Earlier this month, we worked on the elements of mime and gesture with the genius Matty Gurney - a talented Deaf actor, comedian, and visual vernacular artist.
DAY EIGHT: WEDNESDAY 16 AUGUST
I picked Matty up from the station at 10am, as he came up on the train from Oxford. We made our way to mac to begin work in the Foyle studio.
As soon as we arrived in the studio, we were already discussing so many ideas and things we could create. We began looking at the Secret Code - where Billy and Ariel's characters realise all their communication is being watched, so they are forced to create a new method of communication that incorporates gesture, dance and mime, to evade the ever-prying eyes of Big Brother.
Developing a Secret Code was a new challenge for us, as we needed to incorporate dance elements in signs and gesture. We thought about the very early methods of sign language from around a century ago - the way they used to finger spell almost every single word, before there were signs for these words. The alphabet back then was communicated by pointing at the different sections of the palms and fingers. The old ways of signing could be useful in a futuristic setting, we thought, but this particular method is too small and not very visual for a stage show.
Matty then gave us a very useful flip-board lecture on how to begin creating a play/film/show. He explained the importance of always beginning with the 'world' - setting the scene so the audience has an understanding of the setting, for example: what year it is, what the place/environment is like (sprawling metropolis, tropical jungle), what the political situation is (war / peace), and so on. And that was followed by the 'Technology', and then the 'Elements'. Having this basic theatrical knowledge is fundamental in planning for any show.
I found all this extremely useful - I am learning so much from Matty as it has really helped give me a clearer vision for my project and how I can set out to make it happen.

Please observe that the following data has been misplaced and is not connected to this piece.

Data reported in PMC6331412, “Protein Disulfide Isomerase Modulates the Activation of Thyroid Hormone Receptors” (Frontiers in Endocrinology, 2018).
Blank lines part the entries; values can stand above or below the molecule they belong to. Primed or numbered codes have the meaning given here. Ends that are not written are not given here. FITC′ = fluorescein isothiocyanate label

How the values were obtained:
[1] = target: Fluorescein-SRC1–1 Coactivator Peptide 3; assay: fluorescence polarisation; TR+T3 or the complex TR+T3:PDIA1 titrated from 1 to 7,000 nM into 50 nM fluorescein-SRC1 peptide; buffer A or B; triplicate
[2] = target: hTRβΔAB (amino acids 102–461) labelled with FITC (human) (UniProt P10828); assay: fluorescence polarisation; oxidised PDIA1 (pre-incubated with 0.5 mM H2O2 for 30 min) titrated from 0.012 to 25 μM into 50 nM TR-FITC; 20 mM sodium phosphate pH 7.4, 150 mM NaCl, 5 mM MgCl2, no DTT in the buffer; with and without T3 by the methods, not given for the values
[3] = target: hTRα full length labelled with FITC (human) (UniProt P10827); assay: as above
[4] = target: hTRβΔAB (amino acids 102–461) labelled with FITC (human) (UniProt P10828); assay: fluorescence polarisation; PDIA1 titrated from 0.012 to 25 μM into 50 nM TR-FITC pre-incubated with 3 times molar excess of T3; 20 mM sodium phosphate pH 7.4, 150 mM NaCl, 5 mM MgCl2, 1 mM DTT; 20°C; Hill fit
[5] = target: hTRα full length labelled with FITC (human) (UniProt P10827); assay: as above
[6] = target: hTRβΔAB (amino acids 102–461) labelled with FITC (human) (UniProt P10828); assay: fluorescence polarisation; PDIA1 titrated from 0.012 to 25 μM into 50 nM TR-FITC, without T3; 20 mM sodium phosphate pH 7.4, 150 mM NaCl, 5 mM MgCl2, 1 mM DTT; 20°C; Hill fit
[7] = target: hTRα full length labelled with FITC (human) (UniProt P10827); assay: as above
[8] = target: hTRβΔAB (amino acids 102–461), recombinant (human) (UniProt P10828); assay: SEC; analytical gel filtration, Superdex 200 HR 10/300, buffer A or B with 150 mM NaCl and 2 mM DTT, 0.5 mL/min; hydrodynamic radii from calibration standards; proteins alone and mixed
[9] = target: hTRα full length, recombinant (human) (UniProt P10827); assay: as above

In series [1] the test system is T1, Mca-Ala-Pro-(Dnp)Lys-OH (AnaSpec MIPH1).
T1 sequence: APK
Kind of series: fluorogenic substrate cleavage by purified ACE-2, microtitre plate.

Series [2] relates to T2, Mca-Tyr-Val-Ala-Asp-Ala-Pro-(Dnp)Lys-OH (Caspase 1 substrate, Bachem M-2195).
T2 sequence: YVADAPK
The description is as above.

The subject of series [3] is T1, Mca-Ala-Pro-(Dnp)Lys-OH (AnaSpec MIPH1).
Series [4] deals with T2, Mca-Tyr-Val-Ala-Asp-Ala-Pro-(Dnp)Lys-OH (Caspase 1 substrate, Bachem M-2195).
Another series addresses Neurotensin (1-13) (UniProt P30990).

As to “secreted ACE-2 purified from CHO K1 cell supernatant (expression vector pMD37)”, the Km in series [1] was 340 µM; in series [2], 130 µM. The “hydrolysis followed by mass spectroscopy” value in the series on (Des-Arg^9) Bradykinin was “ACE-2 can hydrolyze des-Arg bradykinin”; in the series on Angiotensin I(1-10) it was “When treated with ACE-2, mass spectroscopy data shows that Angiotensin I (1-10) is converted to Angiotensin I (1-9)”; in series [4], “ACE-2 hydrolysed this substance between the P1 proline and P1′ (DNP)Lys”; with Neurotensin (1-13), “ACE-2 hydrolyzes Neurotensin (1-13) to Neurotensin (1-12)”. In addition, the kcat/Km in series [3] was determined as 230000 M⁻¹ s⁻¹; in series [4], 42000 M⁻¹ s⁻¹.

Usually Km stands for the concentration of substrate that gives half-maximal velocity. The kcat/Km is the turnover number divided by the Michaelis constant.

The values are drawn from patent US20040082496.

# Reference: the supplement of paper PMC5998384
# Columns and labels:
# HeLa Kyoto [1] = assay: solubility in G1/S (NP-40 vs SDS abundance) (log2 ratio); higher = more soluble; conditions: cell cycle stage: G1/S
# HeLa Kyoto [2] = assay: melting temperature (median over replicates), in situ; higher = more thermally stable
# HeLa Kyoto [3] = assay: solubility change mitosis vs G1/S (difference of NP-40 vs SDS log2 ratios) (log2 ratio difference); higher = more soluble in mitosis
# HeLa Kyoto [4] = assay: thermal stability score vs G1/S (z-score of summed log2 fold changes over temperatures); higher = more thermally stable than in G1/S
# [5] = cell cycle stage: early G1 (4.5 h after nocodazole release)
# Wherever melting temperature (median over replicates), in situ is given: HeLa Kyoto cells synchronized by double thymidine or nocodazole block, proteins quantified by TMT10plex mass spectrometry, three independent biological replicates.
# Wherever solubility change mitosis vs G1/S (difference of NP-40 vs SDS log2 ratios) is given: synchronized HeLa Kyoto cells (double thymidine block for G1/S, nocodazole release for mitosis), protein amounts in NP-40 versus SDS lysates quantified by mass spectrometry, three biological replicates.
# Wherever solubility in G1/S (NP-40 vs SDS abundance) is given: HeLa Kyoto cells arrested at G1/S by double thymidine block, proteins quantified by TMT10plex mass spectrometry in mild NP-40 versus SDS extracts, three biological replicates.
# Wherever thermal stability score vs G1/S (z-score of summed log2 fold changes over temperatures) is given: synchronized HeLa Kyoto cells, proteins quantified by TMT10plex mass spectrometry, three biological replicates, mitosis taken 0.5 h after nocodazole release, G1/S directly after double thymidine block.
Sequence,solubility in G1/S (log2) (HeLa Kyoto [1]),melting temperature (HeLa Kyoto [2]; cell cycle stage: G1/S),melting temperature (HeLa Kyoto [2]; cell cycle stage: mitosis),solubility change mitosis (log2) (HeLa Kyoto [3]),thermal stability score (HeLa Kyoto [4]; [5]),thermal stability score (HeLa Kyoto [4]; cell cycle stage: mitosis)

By the end of today's session, we had started planning the concept of using light in our performances - LED gloves, UV lights and sticky tape, and illusions using darkness to show drones floating around the stage space. So a lot of these ideas revolved around the use of darkness, preferably a black box theatre setting to achieve the stunning light and illumination effects we want to create.
"One of the reasons why today sparked more productivity and confidence, was the fact that Matty is the only other Deaf professional working with us on the project."
I am glad we brought in Matty as a Dramaturg for my project. I had learned so much from today - probably more than any other studio day so far. Even during lunch break, we were engaged in so much discussion, looking at videos on YouTube, demonstrating physical movement ideas whilst we ate.
I think one of the reasons why today sparked more productivity and confidence, was the fact that Matty is the only other Deaf professional that we brought in to support us on the project.
Working with hearing professionals is not a problem, apart from the fact that they don't understand Deaf culture, behaviour, or even the discrimination that we face, so a lot of time in the studio was spent explaining examples of incidences and situations that Deaf people face. The first studio session back in June for example - Ariel and I did a lot of interview videos talking about our personal experiences that surprised Benji, Adam, and Tina, because they were not aware of any of this. Matty, on the other hand, understands completely all of this - the passion, humour and anger that he brought in to the studio was all from his own personal experiences and that of his friends and family.
We look forward to working with Matty again later this month as we approach Block Three - the final phase of the R&D project that starts in September.
"I have learned so much from today's session with Matty - probably more than any other studio day on this project so far."